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Here you pass under superb rows of oaks and elms, whose size and regularity prove to you that they are the same where those proud kings walked who claimed to themselves the titles of emperor and sultan; and a little farther on, you find yourself in a thicket as wild as the original fastnesses of nature. Sometimes you meet with a fountain that still flows as it did when tales of Arabian nights were told on its borders, and sometimes you find the waters burst from their aqueducts and bubbling over the ruins of the palaces or pouring in cascades from the summit of the crumbling fortifications. Sometimes the architecture is preserved, even to the very minutest of its most delicate ornaments, as in the queen's toilet, the luxurious bathing-rooms, and the saloon of the ambassadors, and sometimes it has been broken by earthquakes into grand masses of picturesque ruins covered with the graceful drapery of the ivy and the vine; while, for a vast distance around, the remains of immense gardens are apparent in the garden flowers that still grow wild there, in the pomegranate and palm trees that spring up in every thicket, and in the profusion of waters that were the peculiar and characteristic luxury of the Arabs, and which still, brought by their aqueducts from the neighboring mountains, are everywhere seen winding down the sides of the hill and hastening to join the Xenil and the Douro in the fertile plain below.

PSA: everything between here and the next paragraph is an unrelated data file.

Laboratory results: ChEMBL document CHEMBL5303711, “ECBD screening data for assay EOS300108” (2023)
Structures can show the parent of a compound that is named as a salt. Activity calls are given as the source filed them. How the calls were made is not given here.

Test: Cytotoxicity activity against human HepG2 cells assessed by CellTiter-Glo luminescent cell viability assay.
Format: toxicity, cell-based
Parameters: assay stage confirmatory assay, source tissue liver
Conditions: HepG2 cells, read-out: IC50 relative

I wandered here for hours, meeting at every instant something to delight and surprise me, resting under the shade of a palm-tree, sitting amidst the refreshing coolness of the minute fountains the Arabs invented only to temper the heat, or enjoying the magnificent view from the summit of the Generalife, which, taking in the plain below, traversed by four streams and bounded by mountains, is more like an original to Milton's description of Paradise than the Val d'arno, or anything else I have seen in Europe. At length, the sun set upon my unsatisfied eagerness, and the twilight began to fade below. I came down slowly and reluctantly; returned to the Archbishop's and talked it all over with him; went to bed and dreamt of it, and the next morning, at half past 5 o'clock, was again on the summit of the Generalife, with my eyes again fastened on the same enchanting scenery and prospect. The morning was as beautiful as the evening had been. The plain became gradually illuminated, and the mountains beyond passed from gray to purple, and from purple to gold, as I gazed upon them. The birds were everywhere rejoicing at the return of day, in the groves and gardens of the Alhambra, as gayly as if it were still the chosen seat of Arabian luxury; and the convents in the city and its environs were just ringing their matins. In the

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